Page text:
Trevelyan had fortunately concluded his meal and departed; the stewards were sweeping crumbs off the vacant table as Grey entered the dining room. Just as well; it would have curdled his stomach if he were obliged to look at the man while eating.
He greeted Harry Quarry cordially, and forced himself to make conversation over the soup course, though his mind was still preoccupied. Ought he to seek Harry's counsel in the matter? He hesitated, dipping his spoon. Quarry was bluff and frequently uncouth in manner, but he was a shrewd judge of character and more than knowledgeable in the messier sort of human affairs. He was of good family and knew how the world of society worked. Above all, he could be trusted to keep a confidence.
Well, then. Talking over the matter might at least clarify the situation in his own mind. He swallowed the last mouthful of broth and set down his spoon.
"Do you know Joseph Trevelyan?"
"The Honorable Mr. Trevelyan? Father a baronet, brother in Parliament, a fortune in Cornish tin, up to his eyeballs in the East India Company?" Harry raised his brows in irony. "Only to look at. Why?"
"He is engaged to marry my young cousin, Olivia Pearsall. I . . . merely wondered whether you had heard anything regarding his character."
"Bit late to be makin' that sort of inquiry, ain't it, if they're already betrothed?" Quarry spooned up a bit of unidentifiable vegetation from his soup bowl, eyed it critically, then shrugged and swallowed it. "Not your business anyway, is it? Surely her father's satisfied."
"She has no father. Nor mother. She is an orphan, and has been my brother Hal's ward these past ten years. She lives in my mother's household."
"Mm? Oh. Didn't know that." Quarry chewed bread slowly, thick brows lowered thoughtfully as he looked at his friend. "What's he done? Trevelyan, I mean, not your brother."
Lord John raised his own brows, toying with his soup spoon.
"Nothing, to my knowledge. Why ought he to have done anything?"
"If he hadn't, you wouldn't be inquiring as to his character," Quarry pointed out logically. "Out with it, Johnny; what's he done?"
"Not so much what he's done, as the result of it." Lord John sat back, waiting until the steward had cleared away the course and retreated out of earshot. He leaned forward a little, lowering his voice well past the point of discretion, yet feeling the blood rise in his cheeks nonetheless.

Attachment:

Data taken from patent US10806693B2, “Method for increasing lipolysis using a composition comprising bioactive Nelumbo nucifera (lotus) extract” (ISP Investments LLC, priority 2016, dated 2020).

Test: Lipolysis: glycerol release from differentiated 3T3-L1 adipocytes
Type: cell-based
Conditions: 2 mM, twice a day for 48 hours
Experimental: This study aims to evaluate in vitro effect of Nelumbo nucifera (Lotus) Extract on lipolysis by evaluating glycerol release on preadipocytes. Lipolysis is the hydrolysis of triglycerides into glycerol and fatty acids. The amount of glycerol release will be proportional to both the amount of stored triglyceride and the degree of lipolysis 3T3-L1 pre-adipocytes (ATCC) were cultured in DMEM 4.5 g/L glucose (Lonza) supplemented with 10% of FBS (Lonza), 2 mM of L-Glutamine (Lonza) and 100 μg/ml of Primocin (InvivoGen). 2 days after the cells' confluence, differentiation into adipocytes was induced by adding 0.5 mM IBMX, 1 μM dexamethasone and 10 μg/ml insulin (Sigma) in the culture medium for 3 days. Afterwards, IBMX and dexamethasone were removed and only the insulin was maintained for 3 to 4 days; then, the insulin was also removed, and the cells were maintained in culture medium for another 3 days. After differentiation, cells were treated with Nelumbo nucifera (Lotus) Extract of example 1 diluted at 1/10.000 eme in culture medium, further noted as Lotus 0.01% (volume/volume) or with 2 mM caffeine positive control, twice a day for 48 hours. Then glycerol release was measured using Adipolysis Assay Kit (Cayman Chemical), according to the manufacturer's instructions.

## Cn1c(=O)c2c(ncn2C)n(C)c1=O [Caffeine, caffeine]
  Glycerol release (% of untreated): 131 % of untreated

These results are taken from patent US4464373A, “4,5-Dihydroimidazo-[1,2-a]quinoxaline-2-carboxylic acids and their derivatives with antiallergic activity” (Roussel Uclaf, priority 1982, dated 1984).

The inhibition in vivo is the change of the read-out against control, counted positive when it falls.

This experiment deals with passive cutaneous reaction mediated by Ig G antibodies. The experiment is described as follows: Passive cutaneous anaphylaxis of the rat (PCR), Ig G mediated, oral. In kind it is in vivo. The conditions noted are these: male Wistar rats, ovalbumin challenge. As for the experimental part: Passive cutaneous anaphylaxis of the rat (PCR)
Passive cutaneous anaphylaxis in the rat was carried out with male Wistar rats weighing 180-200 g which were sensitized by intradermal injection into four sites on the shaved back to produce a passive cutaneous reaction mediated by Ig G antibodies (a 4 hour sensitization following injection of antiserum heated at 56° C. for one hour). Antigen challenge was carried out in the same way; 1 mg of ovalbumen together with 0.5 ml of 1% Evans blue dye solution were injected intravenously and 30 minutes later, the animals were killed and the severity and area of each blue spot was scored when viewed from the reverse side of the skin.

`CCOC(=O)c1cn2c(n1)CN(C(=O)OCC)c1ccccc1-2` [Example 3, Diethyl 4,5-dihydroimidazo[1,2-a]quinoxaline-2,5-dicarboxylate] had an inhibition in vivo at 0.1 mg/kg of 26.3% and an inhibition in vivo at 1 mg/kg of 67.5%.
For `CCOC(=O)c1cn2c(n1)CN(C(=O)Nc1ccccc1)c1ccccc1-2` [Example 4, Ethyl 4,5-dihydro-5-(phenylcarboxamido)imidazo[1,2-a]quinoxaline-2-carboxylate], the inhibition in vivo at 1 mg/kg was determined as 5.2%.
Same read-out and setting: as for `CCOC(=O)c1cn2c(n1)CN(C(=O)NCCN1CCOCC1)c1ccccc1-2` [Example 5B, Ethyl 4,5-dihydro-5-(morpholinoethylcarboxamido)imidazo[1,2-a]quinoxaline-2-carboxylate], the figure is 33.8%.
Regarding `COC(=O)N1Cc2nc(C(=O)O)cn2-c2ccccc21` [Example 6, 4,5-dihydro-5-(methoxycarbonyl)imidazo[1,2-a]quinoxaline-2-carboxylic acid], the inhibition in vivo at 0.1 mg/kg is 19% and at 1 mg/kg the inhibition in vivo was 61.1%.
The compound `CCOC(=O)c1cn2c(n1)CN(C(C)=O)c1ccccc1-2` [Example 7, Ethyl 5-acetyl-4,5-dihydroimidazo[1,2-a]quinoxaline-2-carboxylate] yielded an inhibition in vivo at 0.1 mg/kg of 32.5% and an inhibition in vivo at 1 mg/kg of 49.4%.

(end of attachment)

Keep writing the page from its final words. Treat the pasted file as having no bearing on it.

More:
It was absurd, he told himself. Any man might casually glance--but his own predilections rendered him more than delicate in such a situation; he could not bear the notion that anyone might suspect him of deliberate inspection. Not even Quarry--who, finding himself in a similarly accidental situation, would likely have seized Trevelyan by the offending member and loudly demanded to know the meaning of this.
"I . . . happened to retire for a moment, earlier"--he nodded toward the Chinese screen--"and came upon Trevelyan, unexpectedly. I . . . ah . . . caught sight--" Christ, he was blushing like a girl; Quarry was grinning at his discomfiture.
". . . think it is pox," he finished, his voice barely a murmur.
The grin vanished abruptly from Quarry's face, and he glanced at the Chinese screen, from behind which Lord Dewhurst and a friend were presently emerging, deep in conversation. Catching Quarry's gaze upon him, Dewhurst glanced down automatically, to be sure his flies were buttoned. Finding them secure, he glowered at Quarry and turned away toward his table.
Excerpted from Lord John and the Private Matter by Diana Gabaldon. Copyright© 2003 by Diana Gabaldon. Excerpted by permission of Delacorte Press, a division of Random House, Inc. All rights reserved. No part of this excerpt may be reproduced or reprinted without permission in writing from the publisher.
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